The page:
CapTain Rain research project

How to adapt to heavy rainfall? Innovative solutions in Jordan

When it comes to extreme weather events, the impact of climate change is increasingly visible. As a result, effects such as flash floods caused by heavy rainfall have become more prominent in public awareness: not least the disastrous Ahrtal floods has led to an awareness of the dangers of heavy rainfall even in Germany and municipalities are now looking for adaptation strategies. However, heavy rainfall events raise the same question worldwide: How can the population be better protected from flash floods? This is what an international research team from “CapTain Rain”, led by ISOE – Institute for Social-Ecological Research in Jordan, is investigating.

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Region Wadi Musa, Jordan (Photo: Katja Brinkmann)

Jordan is particularly affected by extreme weather events. The country has seen many deaths and damages caused by flash floods in the last 50 years. Paradoxically, this Middle Eastern country also counts among the most arid ones in the world. So, on the one hand the question is, how can the population be better protected from damages caused by heavy rainfall, and on the other hand how can more water be obtained? The approach of the “CapTain Rain” (Capture and retain heavy rainfalls in Jordan) project is already present in its name: “capture” and “retain”.

The research project is looking for solutions to capture the water during heavy rainfall and then drain it away so that it can be reused. One prerequisite for this is that the existing methods and instruments for flash flood forecasting and risk management are improved. To this end, the researchers are investigating the interactions between land use, hydraulic engineering measures and climate change. Vulnerability analyses are also being carried out in order to specifically identify weak points. The knowledge thus gained can then be used to derive measures to protect the population.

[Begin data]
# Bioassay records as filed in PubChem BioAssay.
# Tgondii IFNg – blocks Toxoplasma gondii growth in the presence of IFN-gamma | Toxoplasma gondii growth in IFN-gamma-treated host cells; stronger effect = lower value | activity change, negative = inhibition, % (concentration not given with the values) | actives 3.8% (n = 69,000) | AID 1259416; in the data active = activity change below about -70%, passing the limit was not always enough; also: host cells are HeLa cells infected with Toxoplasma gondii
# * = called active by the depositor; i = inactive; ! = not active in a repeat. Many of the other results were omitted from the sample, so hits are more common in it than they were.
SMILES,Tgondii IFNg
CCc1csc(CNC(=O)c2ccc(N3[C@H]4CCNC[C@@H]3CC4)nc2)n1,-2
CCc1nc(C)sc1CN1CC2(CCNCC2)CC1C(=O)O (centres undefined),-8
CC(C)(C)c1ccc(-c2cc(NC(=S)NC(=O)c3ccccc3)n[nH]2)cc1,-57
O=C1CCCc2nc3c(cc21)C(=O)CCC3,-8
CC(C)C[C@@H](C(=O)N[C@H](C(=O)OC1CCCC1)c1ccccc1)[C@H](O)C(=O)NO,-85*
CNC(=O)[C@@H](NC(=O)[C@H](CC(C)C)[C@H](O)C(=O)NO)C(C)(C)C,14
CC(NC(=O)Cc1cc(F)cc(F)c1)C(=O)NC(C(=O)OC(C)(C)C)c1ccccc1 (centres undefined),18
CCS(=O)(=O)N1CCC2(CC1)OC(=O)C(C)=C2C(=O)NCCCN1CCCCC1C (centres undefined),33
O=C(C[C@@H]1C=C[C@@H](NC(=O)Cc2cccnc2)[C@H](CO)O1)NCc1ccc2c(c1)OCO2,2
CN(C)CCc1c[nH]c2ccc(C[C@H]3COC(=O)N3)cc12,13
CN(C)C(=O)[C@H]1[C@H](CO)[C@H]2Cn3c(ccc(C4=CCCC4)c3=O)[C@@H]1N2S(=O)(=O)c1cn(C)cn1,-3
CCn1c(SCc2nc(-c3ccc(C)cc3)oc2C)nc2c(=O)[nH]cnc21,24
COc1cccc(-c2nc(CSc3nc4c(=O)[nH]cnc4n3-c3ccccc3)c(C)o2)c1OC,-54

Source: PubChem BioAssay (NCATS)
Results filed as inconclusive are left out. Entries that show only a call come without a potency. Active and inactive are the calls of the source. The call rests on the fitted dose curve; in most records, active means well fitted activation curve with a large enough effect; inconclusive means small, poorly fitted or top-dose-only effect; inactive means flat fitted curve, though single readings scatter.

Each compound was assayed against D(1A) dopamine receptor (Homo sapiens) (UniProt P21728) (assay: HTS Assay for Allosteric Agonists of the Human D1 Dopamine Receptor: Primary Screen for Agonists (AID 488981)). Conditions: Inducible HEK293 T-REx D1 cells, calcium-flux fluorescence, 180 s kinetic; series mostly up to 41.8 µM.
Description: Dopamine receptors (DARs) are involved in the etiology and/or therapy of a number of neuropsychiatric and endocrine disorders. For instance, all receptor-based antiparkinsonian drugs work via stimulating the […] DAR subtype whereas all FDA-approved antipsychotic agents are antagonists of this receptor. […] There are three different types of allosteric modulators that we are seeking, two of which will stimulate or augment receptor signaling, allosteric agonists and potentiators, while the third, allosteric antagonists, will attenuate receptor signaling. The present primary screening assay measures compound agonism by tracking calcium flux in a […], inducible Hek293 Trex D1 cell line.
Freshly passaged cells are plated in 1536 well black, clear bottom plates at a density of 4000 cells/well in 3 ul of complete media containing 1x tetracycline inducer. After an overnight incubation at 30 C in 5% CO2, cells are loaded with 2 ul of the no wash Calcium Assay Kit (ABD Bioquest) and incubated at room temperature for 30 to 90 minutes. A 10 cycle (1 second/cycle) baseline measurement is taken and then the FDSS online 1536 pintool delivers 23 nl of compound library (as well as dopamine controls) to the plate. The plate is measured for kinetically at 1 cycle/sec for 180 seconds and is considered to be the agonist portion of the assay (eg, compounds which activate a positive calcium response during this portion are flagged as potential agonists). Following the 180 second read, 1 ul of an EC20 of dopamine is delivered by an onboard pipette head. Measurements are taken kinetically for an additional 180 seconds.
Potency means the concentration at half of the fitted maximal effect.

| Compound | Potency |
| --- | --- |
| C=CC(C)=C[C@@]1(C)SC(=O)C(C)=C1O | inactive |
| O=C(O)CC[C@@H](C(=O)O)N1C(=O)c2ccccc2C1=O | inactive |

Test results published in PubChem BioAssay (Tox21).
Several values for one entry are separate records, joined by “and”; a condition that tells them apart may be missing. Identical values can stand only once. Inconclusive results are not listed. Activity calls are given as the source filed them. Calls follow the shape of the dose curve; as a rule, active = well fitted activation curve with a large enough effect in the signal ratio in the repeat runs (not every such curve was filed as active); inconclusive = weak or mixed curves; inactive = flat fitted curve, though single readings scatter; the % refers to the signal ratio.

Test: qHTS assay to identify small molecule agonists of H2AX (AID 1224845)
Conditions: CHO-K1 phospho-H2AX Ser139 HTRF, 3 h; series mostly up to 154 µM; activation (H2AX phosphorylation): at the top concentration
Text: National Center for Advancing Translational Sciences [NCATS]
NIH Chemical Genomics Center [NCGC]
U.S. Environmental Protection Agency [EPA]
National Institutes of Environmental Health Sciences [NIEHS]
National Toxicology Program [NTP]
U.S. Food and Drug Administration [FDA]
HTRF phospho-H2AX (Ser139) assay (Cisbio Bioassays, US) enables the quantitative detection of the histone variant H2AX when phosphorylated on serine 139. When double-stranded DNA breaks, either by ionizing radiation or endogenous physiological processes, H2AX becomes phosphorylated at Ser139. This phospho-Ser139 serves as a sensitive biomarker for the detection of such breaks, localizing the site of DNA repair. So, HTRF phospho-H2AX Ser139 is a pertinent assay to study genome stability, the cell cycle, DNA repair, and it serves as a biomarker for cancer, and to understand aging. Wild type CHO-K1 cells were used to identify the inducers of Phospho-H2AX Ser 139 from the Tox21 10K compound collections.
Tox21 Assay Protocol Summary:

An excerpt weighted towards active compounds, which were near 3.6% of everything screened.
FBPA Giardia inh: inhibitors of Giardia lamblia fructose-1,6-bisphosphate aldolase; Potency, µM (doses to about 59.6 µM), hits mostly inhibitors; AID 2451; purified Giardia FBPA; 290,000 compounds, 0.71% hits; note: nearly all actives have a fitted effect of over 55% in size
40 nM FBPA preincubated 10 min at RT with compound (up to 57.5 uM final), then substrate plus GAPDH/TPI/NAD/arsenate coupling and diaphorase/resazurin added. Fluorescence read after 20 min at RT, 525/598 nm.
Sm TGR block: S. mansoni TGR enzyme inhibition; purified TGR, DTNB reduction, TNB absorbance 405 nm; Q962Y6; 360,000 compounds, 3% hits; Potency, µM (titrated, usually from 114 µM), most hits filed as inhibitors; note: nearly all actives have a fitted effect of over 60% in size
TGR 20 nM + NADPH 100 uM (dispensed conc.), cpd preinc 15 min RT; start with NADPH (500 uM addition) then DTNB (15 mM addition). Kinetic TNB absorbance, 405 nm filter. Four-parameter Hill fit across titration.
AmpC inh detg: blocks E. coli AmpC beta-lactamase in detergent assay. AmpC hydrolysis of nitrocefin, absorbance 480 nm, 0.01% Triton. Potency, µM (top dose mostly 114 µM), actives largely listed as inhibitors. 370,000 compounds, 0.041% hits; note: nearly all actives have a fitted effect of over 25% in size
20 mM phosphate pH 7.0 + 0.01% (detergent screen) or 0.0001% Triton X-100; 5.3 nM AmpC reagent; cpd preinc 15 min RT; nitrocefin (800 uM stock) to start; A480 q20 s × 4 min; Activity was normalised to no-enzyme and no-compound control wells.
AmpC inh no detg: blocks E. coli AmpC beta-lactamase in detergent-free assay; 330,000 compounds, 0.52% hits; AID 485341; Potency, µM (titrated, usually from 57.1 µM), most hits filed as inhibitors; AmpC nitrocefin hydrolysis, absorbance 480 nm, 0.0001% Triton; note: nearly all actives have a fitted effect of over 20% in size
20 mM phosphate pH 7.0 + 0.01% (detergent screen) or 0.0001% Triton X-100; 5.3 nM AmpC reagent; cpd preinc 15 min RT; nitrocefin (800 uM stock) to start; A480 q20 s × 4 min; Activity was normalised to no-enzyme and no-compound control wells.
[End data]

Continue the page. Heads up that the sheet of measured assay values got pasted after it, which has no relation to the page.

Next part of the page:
Research contribution to the Sustainable Development Goals (SDG)

In December 2023, around 30 project partners and Jordanian experts met in the capital Amman to exchange current research findings and develop scenarios for integrated modeling and vulnerability analysis. The CapTain Rain research team also held additional meetings with project partners and stakeholders and organized an additional workshop in Wadi Musa. Here, the focus was on common planning goals for the Wadi Musa region and on suitable measures with the ability to reduce damages caused by flash floods in this area . Wadi Musa is home to the rock city of Petra, which has repeatedly had to be evacuated as a result of heavy rainfall. In 2018, twelve people lost their lives in the area of the flooded World Heritage Site. 

The proposals developed as part of the CapTain Rain project should also enable the municipality of Wadi Musa to implement measures that not only focus on the protection against flash floods, but also on the utilization of rainwater. The Federal Ministry of Education and Research (BMBF) is funding the CapTain Rain project as part of the “CLIENT II – International Partnerships for Sustainable Innovation” funding measure. The CLIENT II website currently highlights the success of the joint project in terms of the United Nations Sustainable Development Goals (SDGs): In Jordan, CapTain Rain is particularly making a valuable contribution to SDG 13 “Climate Action”, but both SDG 6 regarding water and SDG 11 “Sustainable Cities and Communities” are also being implemented.

For more information on the project please go to  

Scientific contact:

Dr. Katja Brinkmann 
Tel. +49 69 707 6919-42  

Press contact:

Melanie Neugart
Tel. +49 69 707 6919-51